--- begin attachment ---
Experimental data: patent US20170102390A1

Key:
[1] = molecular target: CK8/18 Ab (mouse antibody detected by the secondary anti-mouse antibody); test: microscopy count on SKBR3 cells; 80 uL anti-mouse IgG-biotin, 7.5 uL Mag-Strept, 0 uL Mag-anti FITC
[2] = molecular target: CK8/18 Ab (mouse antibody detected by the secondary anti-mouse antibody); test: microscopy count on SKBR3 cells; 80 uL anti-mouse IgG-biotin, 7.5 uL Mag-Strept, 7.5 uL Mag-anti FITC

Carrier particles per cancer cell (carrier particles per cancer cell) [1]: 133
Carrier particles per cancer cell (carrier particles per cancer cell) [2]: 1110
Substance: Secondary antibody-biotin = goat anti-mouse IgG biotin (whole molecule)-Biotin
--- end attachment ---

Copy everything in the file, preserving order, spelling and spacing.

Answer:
Experimental data: patent US20170102390A1

Key:
[1] = molecular target: CK8/18 Ab (mouse antibody detected by the secondary anti-mouse antibody); test: microscopy count on SKBR3 cells; 80 uL anti-mouse IgG-biotin, 7.5 uL Mag-Strept, 0 uL Mag-anti FITC
[2] = molecular target: CK8/18 Ab (mouse antibody detected by the secondary anti-mouse antibody); test: microscopy count on SKBR3 cells; 80 uL anti-mouse IgG-biotin, 7.5 uL Mag-Strept, 7.5 uL Mag-anti FITC

Carrier particles per cancer cell (carrier particles per cancer cell) [1]: 133
Carrier particles per cancer cell (carrier particles per cancer cell) [2]: 1110
Substance: Secondary antibody-biotin = goat anti-mouse IgG biotin (whole molecule)-Biotin